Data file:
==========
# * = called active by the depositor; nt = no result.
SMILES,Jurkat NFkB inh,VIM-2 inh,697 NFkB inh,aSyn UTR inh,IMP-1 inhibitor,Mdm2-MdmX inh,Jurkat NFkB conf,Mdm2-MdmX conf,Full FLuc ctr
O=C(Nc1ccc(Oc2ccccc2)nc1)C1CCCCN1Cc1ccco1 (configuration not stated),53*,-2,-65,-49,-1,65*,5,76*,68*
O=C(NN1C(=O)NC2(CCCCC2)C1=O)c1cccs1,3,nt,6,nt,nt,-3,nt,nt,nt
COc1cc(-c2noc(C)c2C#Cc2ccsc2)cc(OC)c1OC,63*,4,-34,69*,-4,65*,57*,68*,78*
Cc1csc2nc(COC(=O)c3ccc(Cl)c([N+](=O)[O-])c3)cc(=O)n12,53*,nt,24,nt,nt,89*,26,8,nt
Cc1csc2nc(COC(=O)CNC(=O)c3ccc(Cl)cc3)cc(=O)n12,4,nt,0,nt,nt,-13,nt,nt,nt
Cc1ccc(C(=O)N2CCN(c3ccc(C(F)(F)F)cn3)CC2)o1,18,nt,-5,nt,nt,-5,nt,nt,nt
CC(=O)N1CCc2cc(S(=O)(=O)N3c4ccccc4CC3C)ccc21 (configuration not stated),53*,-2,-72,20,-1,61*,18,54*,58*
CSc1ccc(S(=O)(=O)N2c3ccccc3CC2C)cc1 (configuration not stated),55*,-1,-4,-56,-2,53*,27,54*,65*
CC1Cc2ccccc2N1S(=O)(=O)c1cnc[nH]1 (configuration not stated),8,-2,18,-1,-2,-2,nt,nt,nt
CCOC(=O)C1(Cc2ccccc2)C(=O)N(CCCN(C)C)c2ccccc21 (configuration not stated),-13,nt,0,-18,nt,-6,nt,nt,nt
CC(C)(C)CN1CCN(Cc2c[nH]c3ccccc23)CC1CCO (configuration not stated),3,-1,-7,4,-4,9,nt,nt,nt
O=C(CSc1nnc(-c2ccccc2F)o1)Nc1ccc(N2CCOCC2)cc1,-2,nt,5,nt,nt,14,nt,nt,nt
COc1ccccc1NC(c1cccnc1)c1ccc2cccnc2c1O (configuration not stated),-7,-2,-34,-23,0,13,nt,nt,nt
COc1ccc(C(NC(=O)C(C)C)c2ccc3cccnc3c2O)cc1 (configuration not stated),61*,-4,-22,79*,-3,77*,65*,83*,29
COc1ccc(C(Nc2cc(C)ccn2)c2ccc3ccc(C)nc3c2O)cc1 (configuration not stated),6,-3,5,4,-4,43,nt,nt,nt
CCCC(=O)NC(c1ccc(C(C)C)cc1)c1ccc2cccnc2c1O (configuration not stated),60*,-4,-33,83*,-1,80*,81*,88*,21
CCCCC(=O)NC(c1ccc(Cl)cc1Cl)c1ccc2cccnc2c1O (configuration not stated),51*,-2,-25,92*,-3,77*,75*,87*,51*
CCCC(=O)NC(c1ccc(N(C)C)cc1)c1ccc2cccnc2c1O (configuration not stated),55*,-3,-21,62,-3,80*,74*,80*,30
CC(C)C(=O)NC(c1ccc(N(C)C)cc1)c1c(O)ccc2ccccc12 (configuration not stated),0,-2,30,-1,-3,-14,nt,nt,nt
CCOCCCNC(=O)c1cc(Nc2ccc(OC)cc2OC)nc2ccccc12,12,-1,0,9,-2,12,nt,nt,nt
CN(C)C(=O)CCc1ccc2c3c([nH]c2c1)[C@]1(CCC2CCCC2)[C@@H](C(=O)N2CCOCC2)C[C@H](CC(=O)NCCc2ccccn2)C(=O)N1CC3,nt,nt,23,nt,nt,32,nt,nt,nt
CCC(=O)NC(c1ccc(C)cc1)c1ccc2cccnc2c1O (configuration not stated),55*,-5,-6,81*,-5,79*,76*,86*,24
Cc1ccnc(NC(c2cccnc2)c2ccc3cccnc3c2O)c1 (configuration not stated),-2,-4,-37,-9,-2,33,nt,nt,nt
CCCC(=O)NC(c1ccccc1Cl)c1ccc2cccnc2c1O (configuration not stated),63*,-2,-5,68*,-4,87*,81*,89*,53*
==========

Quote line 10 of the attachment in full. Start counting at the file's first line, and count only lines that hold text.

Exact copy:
CSc1ccc(S(=O)(=O)N2c3ccccc3CC2C)cc1 (configuration not stated),55*,-1,-4,-56,-2,53*,27,54*,65*